While listed under the “cons,” it’s all a matter of context and could be considered a “pro” depending on your current cybersecurity protocols. Security and protection against data breaches often top the list of business owners’ main concerns about switching over to the cloud. By leveraging remote cloud-based services, a company is essentially outsourcing their data, so they are trusting their provider to effectively manage and safeguard their data.
When considering a cloud services provider, exercise due diligence and select a trusted, experienced and reliable provider of cloud computing services with a proven track record of data protection.
Some are not aware that there are different types of cloud computing services. Many cloud experts believe that trusted cloud data centers, such as Amazon Web Services and Microsoft Azure, have better security than an in-house data center, so security risks of cloud computing are really contingent upon the reliability of the provider. Users can also choose from public cloud, private cloud, or hybrid offerings, depending on their security needs, which is another important factor to consider in order to optimize security.
Limited control is generally not a huge issue with cloud services, but it is a potential disadvantage that should be taken into account. When a business moves over to the cloud, users have limited control over the function of their hosting infrastructure.
They are still able to control and manage applications, data and services, but not the back-end infrastructure or technical issues – a big change for companies accustomed to a traditional IT system. Some businesses see this as a benefit of cloud computing, however, since this frees up the IT department to focus on other projects.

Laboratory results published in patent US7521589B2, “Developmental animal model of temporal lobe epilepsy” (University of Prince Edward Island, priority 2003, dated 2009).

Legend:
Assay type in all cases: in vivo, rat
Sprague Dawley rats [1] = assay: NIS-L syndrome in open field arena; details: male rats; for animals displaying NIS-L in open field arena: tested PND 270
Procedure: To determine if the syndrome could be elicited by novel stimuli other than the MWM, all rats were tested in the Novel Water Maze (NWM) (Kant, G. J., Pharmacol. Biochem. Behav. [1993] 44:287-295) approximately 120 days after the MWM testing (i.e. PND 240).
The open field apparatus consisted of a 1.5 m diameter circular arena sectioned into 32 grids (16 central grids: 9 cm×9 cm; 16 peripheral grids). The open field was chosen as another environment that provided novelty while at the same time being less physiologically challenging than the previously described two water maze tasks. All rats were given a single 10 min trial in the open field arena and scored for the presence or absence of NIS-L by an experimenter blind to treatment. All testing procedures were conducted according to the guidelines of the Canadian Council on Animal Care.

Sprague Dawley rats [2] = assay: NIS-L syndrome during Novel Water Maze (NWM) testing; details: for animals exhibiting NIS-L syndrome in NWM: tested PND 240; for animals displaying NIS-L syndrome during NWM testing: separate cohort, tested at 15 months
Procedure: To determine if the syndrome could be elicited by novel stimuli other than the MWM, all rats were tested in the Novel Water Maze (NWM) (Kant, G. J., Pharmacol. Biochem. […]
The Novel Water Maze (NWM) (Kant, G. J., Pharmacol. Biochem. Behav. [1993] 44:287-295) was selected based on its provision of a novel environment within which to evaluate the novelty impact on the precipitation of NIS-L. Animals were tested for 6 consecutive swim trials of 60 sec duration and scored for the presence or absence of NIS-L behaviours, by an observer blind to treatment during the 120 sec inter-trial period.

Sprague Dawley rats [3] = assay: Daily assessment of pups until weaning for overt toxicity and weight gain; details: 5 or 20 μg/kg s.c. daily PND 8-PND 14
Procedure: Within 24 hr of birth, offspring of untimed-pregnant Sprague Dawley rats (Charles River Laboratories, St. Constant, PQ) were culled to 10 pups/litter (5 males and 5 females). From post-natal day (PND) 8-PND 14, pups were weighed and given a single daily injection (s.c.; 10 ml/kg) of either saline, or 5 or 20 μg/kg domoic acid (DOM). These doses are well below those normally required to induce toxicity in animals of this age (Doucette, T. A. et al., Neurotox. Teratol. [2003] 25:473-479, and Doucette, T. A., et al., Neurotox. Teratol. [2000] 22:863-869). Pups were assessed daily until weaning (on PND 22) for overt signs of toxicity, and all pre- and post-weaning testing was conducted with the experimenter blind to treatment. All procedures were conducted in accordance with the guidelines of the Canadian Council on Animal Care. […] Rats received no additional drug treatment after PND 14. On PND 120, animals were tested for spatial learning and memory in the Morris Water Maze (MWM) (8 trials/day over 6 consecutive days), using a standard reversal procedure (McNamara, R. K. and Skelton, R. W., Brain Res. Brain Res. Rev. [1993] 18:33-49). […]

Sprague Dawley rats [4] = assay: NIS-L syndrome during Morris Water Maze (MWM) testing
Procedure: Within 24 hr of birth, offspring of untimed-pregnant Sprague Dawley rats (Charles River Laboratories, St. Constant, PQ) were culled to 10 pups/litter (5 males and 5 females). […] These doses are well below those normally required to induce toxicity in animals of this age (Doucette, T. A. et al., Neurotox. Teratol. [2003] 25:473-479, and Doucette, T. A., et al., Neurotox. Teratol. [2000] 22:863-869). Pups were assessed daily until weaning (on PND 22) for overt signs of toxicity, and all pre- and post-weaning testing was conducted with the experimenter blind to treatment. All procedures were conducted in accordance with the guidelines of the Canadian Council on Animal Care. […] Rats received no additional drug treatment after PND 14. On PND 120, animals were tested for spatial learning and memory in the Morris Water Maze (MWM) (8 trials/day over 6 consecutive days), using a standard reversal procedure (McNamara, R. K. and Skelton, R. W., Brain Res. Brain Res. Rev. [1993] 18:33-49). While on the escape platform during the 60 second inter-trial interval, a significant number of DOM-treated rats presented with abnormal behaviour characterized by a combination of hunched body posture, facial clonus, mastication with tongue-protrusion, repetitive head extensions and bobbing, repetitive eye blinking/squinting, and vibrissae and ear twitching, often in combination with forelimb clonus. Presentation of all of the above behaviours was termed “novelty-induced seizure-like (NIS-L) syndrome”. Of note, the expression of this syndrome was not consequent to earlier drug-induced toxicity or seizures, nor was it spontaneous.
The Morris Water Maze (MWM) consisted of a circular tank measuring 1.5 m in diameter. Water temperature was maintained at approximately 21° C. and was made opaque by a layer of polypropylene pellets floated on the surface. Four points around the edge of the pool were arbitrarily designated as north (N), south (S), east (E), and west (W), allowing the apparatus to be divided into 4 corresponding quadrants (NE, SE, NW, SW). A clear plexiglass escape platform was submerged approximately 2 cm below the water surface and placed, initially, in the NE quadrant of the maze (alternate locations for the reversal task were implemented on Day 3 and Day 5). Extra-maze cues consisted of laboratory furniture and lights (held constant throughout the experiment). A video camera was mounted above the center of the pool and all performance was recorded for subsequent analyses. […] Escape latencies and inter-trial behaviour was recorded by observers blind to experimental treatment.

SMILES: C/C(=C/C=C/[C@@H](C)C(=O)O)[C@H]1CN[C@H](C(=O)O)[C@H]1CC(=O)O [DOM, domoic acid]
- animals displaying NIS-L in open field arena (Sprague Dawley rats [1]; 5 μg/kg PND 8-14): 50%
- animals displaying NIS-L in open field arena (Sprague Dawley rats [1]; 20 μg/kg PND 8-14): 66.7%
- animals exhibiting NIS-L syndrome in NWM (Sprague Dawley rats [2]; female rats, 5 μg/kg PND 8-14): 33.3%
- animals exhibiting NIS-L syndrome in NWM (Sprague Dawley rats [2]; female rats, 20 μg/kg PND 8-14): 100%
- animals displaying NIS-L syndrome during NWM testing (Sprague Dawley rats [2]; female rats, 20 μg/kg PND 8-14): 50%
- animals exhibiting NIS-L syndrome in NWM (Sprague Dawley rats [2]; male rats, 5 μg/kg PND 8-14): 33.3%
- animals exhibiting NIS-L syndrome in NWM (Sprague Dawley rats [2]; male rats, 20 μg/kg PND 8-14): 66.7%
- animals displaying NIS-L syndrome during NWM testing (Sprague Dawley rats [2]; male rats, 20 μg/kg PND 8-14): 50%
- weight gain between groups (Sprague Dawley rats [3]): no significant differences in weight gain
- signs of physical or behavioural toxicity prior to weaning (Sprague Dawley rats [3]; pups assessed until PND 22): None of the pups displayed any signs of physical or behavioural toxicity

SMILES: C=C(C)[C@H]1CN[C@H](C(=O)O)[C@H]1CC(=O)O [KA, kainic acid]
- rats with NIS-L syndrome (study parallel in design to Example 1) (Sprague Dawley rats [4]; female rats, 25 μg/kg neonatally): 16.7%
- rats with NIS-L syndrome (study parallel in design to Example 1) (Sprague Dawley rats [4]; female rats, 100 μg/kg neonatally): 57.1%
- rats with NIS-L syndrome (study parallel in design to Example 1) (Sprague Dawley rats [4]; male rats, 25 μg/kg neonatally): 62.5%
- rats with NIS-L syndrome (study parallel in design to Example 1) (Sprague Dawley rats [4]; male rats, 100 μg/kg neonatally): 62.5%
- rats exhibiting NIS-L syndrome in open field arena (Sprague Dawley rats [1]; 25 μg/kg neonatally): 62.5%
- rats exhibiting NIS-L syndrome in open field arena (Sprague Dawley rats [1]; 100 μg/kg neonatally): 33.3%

While cloud service providers take many measures to prevent service outages, nobody can be 100% immune. Cloud computing is internet-based, so it can only be utilized with a solid internet connection. If the connection is disturbed or unavailable, the cloud cannot be accessed, leading to possible downtime.
This is another reason why it is imperative to choose a reliable cloud services provider with good customer service, because even if an outage occurs, you can be sure your provider will resolve the problem as soon as possible. With the right provider, cloud computing is still much more reliable and consistent than in-house IT infrastructure.
Many experts believe cloud computing’s advantages outweigh its disadvantages and that, oftentimes, the disadvantages can be mitigated or avoided altogether. Still, it is always important to consider all your options when deciding which IT system – traditional, cloud-based or both – is right for your business. It might also be a good time to consider how your entire approach to technology might benefit from a shift to managed services, including cloud computing.
A side-by-side comparison of the cloud vs in-house IT might help narrow down your decision even further, so download our guide outlining the differences between Traditional IT vs. Managed IT. If you have questions about how your organization could benefit from an outsourced solution using cloud computing, contact the experts at Elevity today!